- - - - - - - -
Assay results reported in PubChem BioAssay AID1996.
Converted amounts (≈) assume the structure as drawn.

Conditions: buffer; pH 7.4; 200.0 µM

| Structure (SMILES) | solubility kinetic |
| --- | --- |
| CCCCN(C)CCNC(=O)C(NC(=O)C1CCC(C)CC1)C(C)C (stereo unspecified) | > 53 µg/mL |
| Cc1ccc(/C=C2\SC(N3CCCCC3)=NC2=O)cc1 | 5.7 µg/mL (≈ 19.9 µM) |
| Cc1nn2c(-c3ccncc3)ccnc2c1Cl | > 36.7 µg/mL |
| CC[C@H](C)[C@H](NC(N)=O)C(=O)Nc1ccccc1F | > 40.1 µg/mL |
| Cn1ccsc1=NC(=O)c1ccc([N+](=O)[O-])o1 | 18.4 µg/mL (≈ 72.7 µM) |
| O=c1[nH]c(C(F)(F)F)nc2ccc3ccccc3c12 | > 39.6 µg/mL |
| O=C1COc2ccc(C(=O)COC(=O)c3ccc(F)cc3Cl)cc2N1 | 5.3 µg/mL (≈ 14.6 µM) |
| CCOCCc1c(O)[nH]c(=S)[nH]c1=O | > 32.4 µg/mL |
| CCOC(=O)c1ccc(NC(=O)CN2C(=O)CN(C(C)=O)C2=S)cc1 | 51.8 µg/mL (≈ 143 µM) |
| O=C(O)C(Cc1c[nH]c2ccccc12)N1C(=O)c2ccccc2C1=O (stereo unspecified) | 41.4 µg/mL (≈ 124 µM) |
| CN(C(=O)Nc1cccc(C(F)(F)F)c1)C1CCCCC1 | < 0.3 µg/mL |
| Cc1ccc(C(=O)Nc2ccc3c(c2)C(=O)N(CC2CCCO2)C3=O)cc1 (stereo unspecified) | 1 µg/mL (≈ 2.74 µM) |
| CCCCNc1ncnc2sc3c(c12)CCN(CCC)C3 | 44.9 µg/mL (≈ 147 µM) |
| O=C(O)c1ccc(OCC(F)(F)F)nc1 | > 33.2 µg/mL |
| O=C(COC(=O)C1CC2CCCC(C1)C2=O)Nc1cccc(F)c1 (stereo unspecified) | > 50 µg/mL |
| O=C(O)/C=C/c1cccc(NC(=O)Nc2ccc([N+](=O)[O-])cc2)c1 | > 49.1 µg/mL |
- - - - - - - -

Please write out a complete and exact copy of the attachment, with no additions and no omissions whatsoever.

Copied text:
Assay results reported in PubChem BioAssay AID1996.
Converted amounts (≈) assume the structure as drawn.

Conditions: buffer; pH 7.4; 200.0 µM

| Structure (SMILES) | solubility kinetic |
| --- | --- |
| CCCCN(C)CCNC(=O)C(NC(=O)C1CCC(C)CC1)C(C)C (stereo unspecified) | > 53 µg/mL |
| Cc1ccc(/C=C2\SC(N3CCCCC3)=NC2=O)cc1 | 5.7 µg/mL (≈ 19.9 µM) |
| Cc1nn2c(-c3ccncc3)ccnc2c1Cl | > 36.7 µg/mL |
| CC[C@H](C)[C@H](NC(N)=O)C(=O)Nc1ccccc1F | > 40.1 µg/mL |
| Cn1ccsc1=NC(=O)c1ccc([N+](=O)[O-])o1 | 18.4 µg/mL (≈ 72.7 µM) |
| O=c1[nH]c(C(F)(F)F)nc2ccc3ccccc3c12 | > 39.6 µg/mL |
| O=C1COc2ccc(C(=O)COC(=O)c3ccc(F)cc3Cl)cc2N1 | 5.3 µg/mL (≈ 14.6 µM) |
| CCOCCc1c(O)[nH]c(=S)[nH]c1=O | > 32.4 µg/mL |
| CCOC(=O)c1ccc(NC(=O)CN2C(=O)CN(C(C)=O)C2=S)cc1 | 51.8 µg/mL (≈ 143 µM) |
| O=C(O)C(Cc1c[nH]c2ccccc12)N1C(=O)c2ccccc2C1=O (stereo unspecified) | 41.4 µg/mL (≈ 124 µM) |
| CN(C(=O)Nc1cccc(C(F)(F)F)c1)C1CCCCC1 | < 0.3 µg/mL |
| Cc1ccc(C(=O)Nc2ccc3c(c2)C(=O)N(CC2CCCO2)C3=O)cc1 (stereo unspecified) | 1 µg/mL (≈ 2.74 µM) |
| CCCCNc1ncnc2sc3c(c12)CCN(CCC)C3 | 44.9 µg/mL (≈ 147 µM) |
| O=C(O)c1ccc(OCC(F)(F)F)nc1 | > 33.2 µg/mL |
| O=C(COC(=O)C1CC2CCCC(C1)C2=O)Nc1cccc(F)c1 (stereo unspecified) | > 50 µg/mL |
| O=C(O)/C=C/c1cccc(NC(=O)Nc2ccc([N+](=O)[O-])cc2)c1 | > 49.1 µg/mL |